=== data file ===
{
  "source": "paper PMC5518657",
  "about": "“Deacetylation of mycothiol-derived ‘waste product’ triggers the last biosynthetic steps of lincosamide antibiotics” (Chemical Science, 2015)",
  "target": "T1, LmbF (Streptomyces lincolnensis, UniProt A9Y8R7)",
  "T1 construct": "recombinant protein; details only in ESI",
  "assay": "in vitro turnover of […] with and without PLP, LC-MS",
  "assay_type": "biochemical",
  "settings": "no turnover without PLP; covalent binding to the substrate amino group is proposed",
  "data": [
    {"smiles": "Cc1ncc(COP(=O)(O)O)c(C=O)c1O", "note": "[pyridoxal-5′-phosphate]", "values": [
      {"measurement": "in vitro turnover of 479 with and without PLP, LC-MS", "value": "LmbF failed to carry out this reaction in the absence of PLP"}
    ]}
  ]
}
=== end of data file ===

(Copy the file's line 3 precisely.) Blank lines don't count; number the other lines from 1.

  "about": "“Deacetylation of mycothiol-derived ‘waste product’ triggers the last biosynthetic steps of lincosamide antibiotics” (Chemical Science, 2015)",